Current student anger eerily fits the pattern of most left-wing unrest, from the cycles of the French Revolution to the campus riots of the 1960s.

First, protests gradually grow more extreme. Venom is directed at fellow leftists who are deemed insufficiently radical.

In revolutionary France, wild-eyed Jacobins soon guillotined reformist Girondins, who were considered passé. During the Russian Revolution, extremist Bolsheviks marginalized liberal Mensheviks. In the 1960s, many members of the SDS and Black Panthers hated liberals who disapproved of their violence.

A group called the Black Justice League wants the name of liberal but bigoted President Woodrow Wilson removed from Princeton University. Liberals are aghast that the century-old memory of their progressive hero might vanish from the Princeton campus.

Those Zany Colonists and the Nation They Built A thought about Thanksgiving By Kevin D. Williamson

Gratitude has been a prominent theme of National Review’s ​ since the beginning. Bill Buckley wrote a book bearing the title “Gratitude,” and his attitude was infectious. One indicator of what a remarkable man WFB was is that so many people feel such sincere gratitude for having known him, even if it was only through his work. I won’t embarrass my friends and colleagues by enumerating their gifts and charms here, but I am grateful to know them, and to share in National Review’s work.

Thanksgiving even more than Independence Day puts me in mind of the American idea; July 4 is about the American mode of government and political liberty, but Thanksgiving is about the much older American nation, which precedes the Declaration of Independence. Thanksgiving is about the weird ancient America, the religious fanatics and explorers and utopians and opportunists who came to what were then savage shores to freeze (the Mayflower landed in November) and starve and fight for — what?

American Association of University Professors Abandons Educators Under Siege: Peter Wood ****

Peter Wood is the president of the National Association of Scholars
When the defenders of academic freedom leave campus lynch mob victims to fend for themselves.

Over the Thanksgiving holiday in 1915 Columbia University economics professor E.R. A. Seligman shared a draft document with his colleagues, Princeton economics professor Frank Fetter and Johns Hopkins philosophy professor Arthur O. Lovejoy. The three succeeded in putting into final form what became the founding document of the American Association of University Professors (AAUP), a 16-page “Declaration of Principles.” It defined for the first time a fully worked conception of “academic freedom” and is nine-tenths of the reason why Americans give any credence to the idea that college professors should have some special measure of protection for their research, their publications, and other expressions of (some of) their views.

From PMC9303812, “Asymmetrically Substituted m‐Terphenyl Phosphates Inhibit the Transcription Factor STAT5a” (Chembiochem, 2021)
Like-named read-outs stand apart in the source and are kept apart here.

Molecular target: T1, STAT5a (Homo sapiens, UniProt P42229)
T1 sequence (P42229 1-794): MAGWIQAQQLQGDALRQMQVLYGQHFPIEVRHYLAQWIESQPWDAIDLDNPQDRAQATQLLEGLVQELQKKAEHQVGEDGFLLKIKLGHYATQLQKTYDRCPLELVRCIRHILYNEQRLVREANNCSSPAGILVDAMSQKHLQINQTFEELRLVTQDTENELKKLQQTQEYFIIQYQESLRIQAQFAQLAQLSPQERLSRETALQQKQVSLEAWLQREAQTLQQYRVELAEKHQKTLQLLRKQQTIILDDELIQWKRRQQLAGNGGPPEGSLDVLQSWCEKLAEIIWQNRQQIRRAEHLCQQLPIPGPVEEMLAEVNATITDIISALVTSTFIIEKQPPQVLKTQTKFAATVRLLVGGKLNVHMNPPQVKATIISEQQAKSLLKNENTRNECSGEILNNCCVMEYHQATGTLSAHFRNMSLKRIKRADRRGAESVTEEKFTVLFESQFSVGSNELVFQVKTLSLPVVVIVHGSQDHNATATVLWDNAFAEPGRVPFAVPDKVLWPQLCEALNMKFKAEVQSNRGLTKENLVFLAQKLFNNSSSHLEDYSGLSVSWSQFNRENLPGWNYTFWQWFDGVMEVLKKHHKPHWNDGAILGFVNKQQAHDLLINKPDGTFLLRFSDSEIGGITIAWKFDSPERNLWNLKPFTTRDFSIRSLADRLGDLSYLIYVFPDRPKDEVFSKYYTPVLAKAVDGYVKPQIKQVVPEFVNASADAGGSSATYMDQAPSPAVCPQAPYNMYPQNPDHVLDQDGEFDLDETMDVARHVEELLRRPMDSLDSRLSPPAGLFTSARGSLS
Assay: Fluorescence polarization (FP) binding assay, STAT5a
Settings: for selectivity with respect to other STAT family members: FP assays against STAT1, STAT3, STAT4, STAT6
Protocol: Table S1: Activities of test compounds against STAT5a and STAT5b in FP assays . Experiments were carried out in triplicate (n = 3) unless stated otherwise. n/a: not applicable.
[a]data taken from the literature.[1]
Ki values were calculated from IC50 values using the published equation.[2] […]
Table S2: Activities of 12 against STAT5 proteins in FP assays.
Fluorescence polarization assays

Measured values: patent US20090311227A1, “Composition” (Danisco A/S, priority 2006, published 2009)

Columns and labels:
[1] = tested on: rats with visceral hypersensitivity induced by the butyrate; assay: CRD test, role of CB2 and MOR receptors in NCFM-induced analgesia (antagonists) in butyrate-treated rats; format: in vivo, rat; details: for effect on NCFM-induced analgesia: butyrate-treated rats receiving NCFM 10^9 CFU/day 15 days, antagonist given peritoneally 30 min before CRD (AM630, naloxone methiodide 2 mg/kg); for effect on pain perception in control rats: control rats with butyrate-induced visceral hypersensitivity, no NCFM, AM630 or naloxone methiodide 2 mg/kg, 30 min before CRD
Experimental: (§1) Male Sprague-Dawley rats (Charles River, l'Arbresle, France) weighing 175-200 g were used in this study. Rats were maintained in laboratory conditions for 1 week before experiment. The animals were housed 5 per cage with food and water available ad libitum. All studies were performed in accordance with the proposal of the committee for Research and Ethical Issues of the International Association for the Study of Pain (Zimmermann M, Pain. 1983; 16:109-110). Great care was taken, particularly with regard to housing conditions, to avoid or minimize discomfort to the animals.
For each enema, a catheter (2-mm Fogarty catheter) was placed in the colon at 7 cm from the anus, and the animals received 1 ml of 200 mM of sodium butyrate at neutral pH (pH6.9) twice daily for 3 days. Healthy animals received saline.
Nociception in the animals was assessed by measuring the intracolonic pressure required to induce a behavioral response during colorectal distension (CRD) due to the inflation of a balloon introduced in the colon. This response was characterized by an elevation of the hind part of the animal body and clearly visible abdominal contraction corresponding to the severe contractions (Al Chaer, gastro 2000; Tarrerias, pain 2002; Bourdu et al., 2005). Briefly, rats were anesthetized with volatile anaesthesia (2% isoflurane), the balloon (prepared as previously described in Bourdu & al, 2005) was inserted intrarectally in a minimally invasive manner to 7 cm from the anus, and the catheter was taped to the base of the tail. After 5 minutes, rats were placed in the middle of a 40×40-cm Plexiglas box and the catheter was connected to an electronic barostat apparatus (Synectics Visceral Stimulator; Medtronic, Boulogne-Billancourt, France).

One hundred years later, how is the AAUP’s founding vision holding up? Consider the case of Vanderbilt professor of political science and law Carol M. Swain. Professor Swain wrote an op-ed in the student newspaper, The Tennessean, last January, under the title “Charlie Hebdo attacks prove critics were right about Islam.” The university’s Muslim Student Organization objected and the furor reached the national press. Swain also posted some of her pro-Christian views on her popular Facebook page, which Vanderbilt students began to read more assiduously after the op-ed, apparently fascinated by the spectacle of someone who was willing to dissent publicly from the prevailing ideological orthodoxy. The spectacle finally proved too much for one alumna, Emily Arnold, who created a petition calling for Swain to be fired from the university. The petition was later amended to call for “suspending” Swain instead of firing her, and requiring her to undergo “cultural sensitivity” training.

The petition says that over the past few years Swain “has become synonymous with bigotry, intolerance, and unprofessionalism.” Swain, it alleges, has engaged in unprofessional intimidation on social media, discriminatory practices in the classroom. It had gained as of a few days ago 1,736 signers.

The gist of the petition is that Arnold and her friends disagree with Swain’s views and would like Vanderbilt to shut her up or get rid of her. In an online interview, Arnold expresses her delight in the large number of fellow students who have joined her. She is “shedding tears of joy.”

The Fight Against SJP Anti-Semitism Comes to Brandeis How a university named after an American Jewish icon became a home for Jew haters and terrorist propagandists. Daniel Greenfield

Brandeis University’s Mandel Center for the Humanities recently hosted Gideon Levy. Levy, the author of articles such as, “Did Israel Really Think Hamas Would Turn the Other Cheek?”, is yet another in a line of Students for Justice in Palestine speakers who have justified the racist murder of Jews.

Last year, SJP’s Israel Apartheid Week included Max Blumenthal, an advocate of the ethnic cleansing of Israel, whose views even critics of the Jewish State find horrifying. A Forward reviewer wrote of his previous book that, “It could have been published by the Hamas Book-of-the-Month Club.”